Riding Nature’s Waves

This is my 19th article in the Mercury Food and Wine supplement.

I am  writing this column on the first real winters morning. It is seven degrees outside and beautifully crisp. On my daily ritual to open up for the staff I noticed the first patches of frost. We are blessed in this part of Africa in having some of the best winter weather in the world. We seldom have cloud cover for any length of time so most of our days are sunny and warm. There is an exquisite contrast between the bracing temperatures of the night and early morning ,and the balmy sunny daytime.

However, things are not so easy from a farmers point of view. The lower temperatures and the frost affect crop production but not always for the worst. Ironically lettuce grows best in these colder conditions. It is relatively frost resistant and although its growth rate is slower it’s quality improves and it is better tasting and contains more concentrated nutrients. This is ironic because just as lettuce is at its best the demand for it drops. Sales always take a hit in winter. We have been conditioned to think of lettuce and salads as a summer only dish which to me is out of kilter with the reality of life on the KZN coast. The reality is that it is too hot in summer to grow decent lettuce but the coastal temperatures in winter are just fine to enjoy a salad made with lettuce at its best.

Wild animals frequently raid crops, but organic farmers are committed to finding ways of farming that are in harmony with nature.

One major problem we have at Broadleaze at wintertime is the frequent nocturnal raiding of our crops by the antelope resident on the farm. Being in a summer rainfall area the average veld conditions in winter are dry and this is exacerbated by the frost which kills most of the grazing that the wild antelope feed on. Fields of juicy irrigated lettuce are just too irresistible and the Nyala and Reedbuck will jump most fences to get at them. I had at one time about fourteen Reedbuck in one small field. I have had years where the crops were completely devastated. As an organic farm we are committed to developing a way of farming that is in harmony with nature. This means finding a way to get on with animals who have just as much a right to be here as we do. I cannot believe that the best solution our much vaunted human intelligence can come up with is to shoot them. That is the solution giving by most farmers I speak too. Turning them into biltong* is the easiest solution I suppose, if you are so inclined. There must be other ways and I will find them. In the meantime the easy solution can be tempting as you watch your harvest disappearing.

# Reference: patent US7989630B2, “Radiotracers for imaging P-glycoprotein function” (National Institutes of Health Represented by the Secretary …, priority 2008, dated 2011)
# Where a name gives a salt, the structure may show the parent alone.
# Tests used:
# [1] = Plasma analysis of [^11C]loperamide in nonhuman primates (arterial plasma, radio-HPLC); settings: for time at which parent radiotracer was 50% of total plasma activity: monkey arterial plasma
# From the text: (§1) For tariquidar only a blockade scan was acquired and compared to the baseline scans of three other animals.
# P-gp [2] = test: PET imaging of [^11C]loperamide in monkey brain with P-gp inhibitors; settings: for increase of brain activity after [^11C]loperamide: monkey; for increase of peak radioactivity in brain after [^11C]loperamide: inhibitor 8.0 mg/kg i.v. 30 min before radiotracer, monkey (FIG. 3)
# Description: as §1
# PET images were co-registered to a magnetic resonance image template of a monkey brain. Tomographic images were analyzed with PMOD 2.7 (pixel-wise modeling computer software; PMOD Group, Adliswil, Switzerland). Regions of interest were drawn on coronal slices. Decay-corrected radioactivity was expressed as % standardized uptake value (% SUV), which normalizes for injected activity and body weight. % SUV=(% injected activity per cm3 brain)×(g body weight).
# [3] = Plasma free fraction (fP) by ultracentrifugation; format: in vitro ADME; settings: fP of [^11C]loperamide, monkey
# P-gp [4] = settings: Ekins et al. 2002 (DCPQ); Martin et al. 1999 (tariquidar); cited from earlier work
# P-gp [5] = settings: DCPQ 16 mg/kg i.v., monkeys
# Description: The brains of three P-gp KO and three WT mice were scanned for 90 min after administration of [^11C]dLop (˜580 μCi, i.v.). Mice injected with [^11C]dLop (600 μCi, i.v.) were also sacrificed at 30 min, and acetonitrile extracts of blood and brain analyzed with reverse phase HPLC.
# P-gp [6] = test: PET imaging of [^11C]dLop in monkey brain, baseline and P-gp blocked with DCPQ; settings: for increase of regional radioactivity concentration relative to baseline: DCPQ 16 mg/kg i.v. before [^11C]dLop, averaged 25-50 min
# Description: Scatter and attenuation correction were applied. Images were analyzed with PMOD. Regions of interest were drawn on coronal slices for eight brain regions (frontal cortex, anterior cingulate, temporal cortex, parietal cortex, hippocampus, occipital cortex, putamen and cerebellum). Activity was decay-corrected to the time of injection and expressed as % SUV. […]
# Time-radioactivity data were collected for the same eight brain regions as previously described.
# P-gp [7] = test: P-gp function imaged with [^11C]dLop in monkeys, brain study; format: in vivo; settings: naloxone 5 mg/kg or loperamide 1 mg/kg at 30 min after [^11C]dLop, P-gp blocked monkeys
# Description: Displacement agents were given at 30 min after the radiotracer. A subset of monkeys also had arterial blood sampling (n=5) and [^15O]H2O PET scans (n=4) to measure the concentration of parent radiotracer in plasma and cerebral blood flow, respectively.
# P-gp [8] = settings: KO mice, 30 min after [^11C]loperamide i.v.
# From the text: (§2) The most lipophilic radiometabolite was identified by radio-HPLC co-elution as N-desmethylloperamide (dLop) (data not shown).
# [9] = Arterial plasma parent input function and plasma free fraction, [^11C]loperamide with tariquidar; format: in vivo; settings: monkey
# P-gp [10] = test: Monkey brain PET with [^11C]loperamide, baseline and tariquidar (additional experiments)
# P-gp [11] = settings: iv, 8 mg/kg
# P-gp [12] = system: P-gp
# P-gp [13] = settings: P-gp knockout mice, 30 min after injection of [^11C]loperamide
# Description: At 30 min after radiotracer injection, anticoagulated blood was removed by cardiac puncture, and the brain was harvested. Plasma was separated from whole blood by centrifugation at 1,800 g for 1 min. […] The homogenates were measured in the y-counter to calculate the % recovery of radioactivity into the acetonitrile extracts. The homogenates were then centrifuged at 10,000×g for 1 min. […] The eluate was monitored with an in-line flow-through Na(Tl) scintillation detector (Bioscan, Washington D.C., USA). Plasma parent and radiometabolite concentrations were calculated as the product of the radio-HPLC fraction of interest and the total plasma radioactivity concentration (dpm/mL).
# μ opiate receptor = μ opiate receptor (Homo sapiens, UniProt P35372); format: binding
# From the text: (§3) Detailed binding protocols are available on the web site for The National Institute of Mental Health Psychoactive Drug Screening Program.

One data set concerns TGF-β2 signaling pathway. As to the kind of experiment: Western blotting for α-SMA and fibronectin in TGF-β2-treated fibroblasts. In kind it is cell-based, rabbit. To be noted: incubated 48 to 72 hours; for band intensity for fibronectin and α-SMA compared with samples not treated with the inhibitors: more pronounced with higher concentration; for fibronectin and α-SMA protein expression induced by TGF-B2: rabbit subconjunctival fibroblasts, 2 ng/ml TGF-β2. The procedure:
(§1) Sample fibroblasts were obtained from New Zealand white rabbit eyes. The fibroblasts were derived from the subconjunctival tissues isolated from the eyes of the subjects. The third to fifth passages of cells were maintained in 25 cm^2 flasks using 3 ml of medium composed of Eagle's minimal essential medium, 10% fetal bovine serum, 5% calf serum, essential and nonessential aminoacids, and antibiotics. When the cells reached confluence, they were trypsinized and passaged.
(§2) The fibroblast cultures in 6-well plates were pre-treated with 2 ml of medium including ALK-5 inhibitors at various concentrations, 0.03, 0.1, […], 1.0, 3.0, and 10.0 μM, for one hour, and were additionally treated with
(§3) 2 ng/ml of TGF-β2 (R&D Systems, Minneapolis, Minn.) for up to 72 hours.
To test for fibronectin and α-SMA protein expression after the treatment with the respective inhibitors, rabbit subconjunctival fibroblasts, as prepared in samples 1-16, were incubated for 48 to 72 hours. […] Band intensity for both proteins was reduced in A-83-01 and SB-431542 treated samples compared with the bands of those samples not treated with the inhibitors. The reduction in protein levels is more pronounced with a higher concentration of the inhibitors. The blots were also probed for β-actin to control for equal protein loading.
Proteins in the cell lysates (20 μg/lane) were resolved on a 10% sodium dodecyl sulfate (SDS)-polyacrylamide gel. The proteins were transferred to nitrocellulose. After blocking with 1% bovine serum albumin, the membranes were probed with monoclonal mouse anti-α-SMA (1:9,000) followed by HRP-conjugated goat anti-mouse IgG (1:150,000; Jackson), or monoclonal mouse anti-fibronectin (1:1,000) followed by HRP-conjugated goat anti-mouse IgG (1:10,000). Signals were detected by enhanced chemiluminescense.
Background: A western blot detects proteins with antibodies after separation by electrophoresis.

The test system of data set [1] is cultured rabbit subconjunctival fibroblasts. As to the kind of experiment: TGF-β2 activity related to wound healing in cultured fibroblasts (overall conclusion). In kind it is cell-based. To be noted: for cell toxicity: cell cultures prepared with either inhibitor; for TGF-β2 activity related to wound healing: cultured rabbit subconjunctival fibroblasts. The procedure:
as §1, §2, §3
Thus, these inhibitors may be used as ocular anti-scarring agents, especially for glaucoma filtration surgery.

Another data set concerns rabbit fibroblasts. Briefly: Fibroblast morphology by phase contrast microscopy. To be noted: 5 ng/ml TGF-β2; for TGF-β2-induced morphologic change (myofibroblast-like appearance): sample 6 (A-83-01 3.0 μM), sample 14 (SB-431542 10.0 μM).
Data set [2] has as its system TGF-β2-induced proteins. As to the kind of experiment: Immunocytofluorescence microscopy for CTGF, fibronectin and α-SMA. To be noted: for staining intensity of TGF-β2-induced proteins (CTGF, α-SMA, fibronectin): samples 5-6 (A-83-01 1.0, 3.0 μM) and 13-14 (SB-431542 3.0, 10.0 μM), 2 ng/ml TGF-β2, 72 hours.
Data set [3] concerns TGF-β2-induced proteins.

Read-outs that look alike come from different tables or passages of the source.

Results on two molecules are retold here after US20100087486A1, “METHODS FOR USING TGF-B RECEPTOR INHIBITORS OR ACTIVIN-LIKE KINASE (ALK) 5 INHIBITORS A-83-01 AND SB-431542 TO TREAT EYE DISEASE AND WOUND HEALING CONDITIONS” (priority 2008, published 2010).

Broadleaze fire August 2008

The last trial of winter I will mention is that of fire. As the Western Cape’s fire season ends ours in KZN starts. As soon as the frost kills the grass the threat of fire looms. It is not a time I feel comfortable being away from the farm at any time and the smell of smoke is enough to get us running to check if any flames are near. The combination of wind and flame is an irresistible force and one can only watch helplessly as the beast devours all in its path. We have had one such fire before and we were lucky to still have a home after it was through. It was a fiery but chilling reminder that for all our ingenuity we are still insignificant before the power of the natural world. I feel the best strategy when face to face with nature is to ride with her and to surf her rhythms rather than to try and dominate her. That is the essence of Organic farming.

* South African dried meat.


About Rob Symons

My name is Rob Symons. I live in Pietermaritzburg, kwaZulu-Natal, South Africa. MuthiMuthi is my Zulu nickname which means tall tree. I am an Organic Farmer and an environmentalist. I live and work on Broadleaze Farm in the Mkondeni valley on the eastern outskirts of Pietermaritzburg.
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